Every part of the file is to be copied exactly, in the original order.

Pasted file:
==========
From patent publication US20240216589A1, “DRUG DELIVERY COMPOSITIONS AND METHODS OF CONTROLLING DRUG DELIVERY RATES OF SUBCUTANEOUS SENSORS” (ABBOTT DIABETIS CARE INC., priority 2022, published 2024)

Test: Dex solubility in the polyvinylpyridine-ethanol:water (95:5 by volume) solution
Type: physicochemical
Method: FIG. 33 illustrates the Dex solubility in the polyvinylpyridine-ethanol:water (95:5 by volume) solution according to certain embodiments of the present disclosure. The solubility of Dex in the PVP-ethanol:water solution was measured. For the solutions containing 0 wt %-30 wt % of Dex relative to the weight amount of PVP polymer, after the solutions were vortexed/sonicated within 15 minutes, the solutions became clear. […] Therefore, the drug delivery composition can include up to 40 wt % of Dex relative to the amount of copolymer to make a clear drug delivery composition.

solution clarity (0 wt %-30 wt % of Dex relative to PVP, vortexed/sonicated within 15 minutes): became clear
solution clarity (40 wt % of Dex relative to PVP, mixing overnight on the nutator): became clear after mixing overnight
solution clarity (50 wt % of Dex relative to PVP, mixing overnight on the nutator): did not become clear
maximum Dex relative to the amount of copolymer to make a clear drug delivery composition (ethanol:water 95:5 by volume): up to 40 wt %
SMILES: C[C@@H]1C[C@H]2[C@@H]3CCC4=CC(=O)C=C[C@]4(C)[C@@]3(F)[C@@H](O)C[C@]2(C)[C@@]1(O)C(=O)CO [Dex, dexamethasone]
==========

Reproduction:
From patent publication US20240216589A1, “DRUG DELIVERY COMPOSITIONS AND METHODS OF CONTROLLING DRUG DELIVERY RATES OF SUBCUTANEOUS SENSORS” (ABBOTT DIABETIS CARE INC., priority 2022, published 2024)

Test: Dex solubility in the polyvinylpyridine-ethanol:water (95:5 by volume) solution
Type: physicochemical
Method: FIG. 33 illustrates the Dex solubility in the polyvinylpyridine-ethanol:water (95:5 by volume) solution according to certain embodiments of the present disclosure. The solubility of Dex in the PVP-ethanol:water solution was measured. For the solutions containing 0 wt %-30 wt % of Dex relative to the weight amount of PVP polymer, after the solutions were vortexed/sonicated within 15 minutes, the solutions became clear. […] Therefore, the drug delivery composition can include up to 40 wt % of Dex relative to the amount of copolymer to make a clear drug delivery composition.

solution clarity (0 wt %-30 wt % of Dex relative to PVP, vortexed/sonicated within 15 minutes): became clear
solution clarity (40 wt % of Dex relative to PVP, mixing overnight on the nutator): became clear after mixing overnight
solution clarity (50 wt % of Dex relative to PVP, mixing overnight on the nutator): did not become clear
maximum Dex relative to the amount of copolymer to make a clear drug delivery composition (ethanol:water 95:5 by volume): up to 40 wt %
SMILES: C[C@@H]1C[C@H]2[C@@H]3CCC4=CC(=O)C=C[C@]4(C)[C@@]3(F)[C@@H](O)C[C@]2(C)[C@@]1(O)C(=O)CO [Dex, dexamethasone]